should I use a pacifier

Should I use a pacifier with my newborn [or will it cause nipple confusion]?

That is the question! Pacifiers are a hot topic. Should you use a pacifier, that’s ultimately up to you as parents. But as a newborn care specialist, postpartum doula, sleep consultant and lactation educator…I am very pro Paci. Let me explain why:

Pacifier Concern number one: Pacifiers will effect breastfeeding

In my experience, pacifiers only have a positive effect on breastfeeding! Breastfeeding parents get to take a BREAK and don’t have to be a human Paci 24/7. They can get their baby into better routines and rhythms because their baby doesn’t need to use them for both nutrition and soothing.

I have never worked with a baby that can’t easily go from breast to bottle and back again. *nipple confusion* is absolutely a thing! Babies have difficulty going from bottle to breast and back again in those early weeks. It isn’t just experience, but data supports this as well. It’s unfortunately something that became common knowledge…and isn’t entirely accurate!

So if you are anti-paci because you are afraid of it damaging a breastfeeding relationship, you don’t have to worry about that! Waiting weeks to offer a Paci typically means that your baby will never take one. If they aren’t introduced early babies typically lose interest. As a parent, not offering a Paci is one of my biggest parenting regrets!

Pacifier concern number two: It will effect my child’s oral development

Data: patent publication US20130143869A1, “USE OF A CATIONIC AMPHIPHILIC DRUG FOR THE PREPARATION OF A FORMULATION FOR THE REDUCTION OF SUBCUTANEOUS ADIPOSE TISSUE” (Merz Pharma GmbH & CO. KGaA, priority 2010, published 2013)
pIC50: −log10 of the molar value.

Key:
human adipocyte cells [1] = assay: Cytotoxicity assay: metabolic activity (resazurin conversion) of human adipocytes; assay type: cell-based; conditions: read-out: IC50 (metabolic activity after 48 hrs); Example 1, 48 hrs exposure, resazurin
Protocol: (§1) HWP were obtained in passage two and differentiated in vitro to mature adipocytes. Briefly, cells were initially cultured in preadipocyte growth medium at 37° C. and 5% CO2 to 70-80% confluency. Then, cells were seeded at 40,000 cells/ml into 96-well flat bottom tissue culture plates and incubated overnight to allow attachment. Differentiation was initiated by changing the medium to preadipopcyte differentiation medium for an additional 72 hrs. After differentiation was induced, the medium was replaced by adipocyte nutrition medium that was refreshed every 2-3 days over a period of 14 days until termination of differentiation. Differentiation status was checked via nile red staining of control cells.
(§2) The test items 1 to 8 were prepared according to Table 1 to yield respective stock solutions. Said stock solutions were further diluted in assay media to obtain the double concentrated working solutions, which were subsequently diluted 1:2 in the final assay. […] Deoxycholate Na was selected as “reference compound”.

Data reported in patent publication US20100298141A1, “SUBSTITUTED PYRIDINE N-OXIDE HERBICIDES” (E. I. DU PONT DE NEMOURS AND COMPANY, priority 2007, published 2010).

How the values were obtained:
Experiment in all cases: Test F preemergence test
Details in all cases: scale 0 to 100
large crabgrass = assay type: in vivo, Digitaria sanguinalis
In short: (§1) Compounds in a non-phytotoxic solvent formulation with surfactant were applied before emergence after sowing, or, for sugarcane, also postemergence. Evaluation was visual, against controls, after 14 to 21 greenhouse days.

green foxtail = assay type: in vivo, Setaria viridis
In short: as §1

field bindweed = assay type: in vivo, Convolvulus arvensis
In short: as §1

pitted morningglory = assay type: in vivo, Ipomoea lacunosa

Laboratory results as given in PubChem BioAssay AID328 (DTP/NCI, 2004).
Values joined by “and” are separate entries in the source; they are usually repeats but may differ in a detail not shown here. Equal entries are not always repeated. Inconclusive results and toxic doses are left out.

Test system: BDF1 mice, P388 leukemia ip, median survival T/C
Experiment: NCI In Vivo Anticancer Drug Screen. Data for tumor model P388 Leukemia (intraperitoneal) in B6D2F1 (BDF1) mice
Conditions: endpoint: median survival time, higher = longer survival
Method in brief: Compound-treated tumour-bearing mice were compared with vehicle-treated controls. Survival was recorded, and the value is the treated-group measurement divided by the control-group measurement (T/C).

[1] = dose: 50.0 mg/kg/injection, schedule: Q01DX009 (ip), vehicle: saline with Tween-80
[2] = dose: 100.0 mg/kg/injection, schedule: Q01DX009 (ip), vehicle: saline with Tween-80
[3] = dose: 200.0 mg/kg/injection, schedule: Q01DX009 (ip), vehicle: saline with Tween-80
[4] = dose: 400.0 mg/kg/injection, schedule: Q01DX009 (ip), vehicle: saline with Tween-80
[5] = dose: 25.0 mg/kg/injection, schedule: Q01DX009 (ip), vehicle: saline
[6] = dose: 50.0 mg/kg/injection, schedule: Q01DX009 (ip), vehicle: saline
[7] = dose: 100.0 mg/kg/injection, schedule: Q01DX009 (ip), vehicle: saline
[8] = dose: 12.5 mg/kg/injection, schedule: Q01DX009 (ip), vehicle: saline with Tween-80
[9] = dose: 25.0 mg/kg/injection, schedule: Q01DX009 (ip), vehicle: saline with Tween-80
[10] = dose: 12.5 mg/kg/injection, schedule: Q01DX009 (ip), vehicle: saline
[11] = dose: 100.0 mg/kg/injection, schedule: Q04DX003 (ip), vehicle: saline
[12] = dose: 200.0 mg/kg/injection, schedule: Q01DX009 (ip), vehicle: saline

This is an accurate concern..when they are two years or more years old. We work exclusively with newborns, so we are talking about the pros and cons of pacifiers on the first 3 months.

Pacifier concern number three: It will effect my child’s speech development

Also, accurate. Also, see above. We typically recommend that after 6 months of age that if parents continue to use pacis that they are kept in the crib. They live there and they don’t come out into the real world!

Pacifier concern number four: My baby will become addicted to their pacifier

Again…you are on the money. Valid concern. However, would you trade a couple of hard nights of weaning for months of hard nights? Pacifiers generally make the newborn experience much more enjoyable for parents [and for babies!]

Examples of Paci magic:

  • Bottle isn’t ready yet– pacifier
  • Baby has gas – pacifier [did you know that sucking has a mild anesthetic effect for babies?]
  • Baby is just mad and doesn’t want/need anything – pacifier
  • Baby is away from primary caregiver – pacifier

Pacis aren’t magic, and babies can definitely become dependent on them. If you keep a pacifier into toddler years then yes, they might come into speech or oral development concerns…but none of those concerns are a factor the first 3-6 months.


Overnight support and Pacifiers:

When we provide overnight support we strongly suggest pacifiers. Some of our team members aren’t comfortable working with families that aren’t offering pacifiers.The reason for this is that our goal is for parents to get as much sleep as possible, and that means efficiently soothing your baby to sleep as quickly and quietly as possible! Pacifiers enable us to do that.

Sometimes parents will allow us to use pacifiers on our shifts with the caveat that we wean them off before our time has ended. We are more than happy to do so! The final few nights that we are with your family we can support them Paci-free.

Pacifiers don’t have to be forever!! They can be a lovely temporary support for new parents.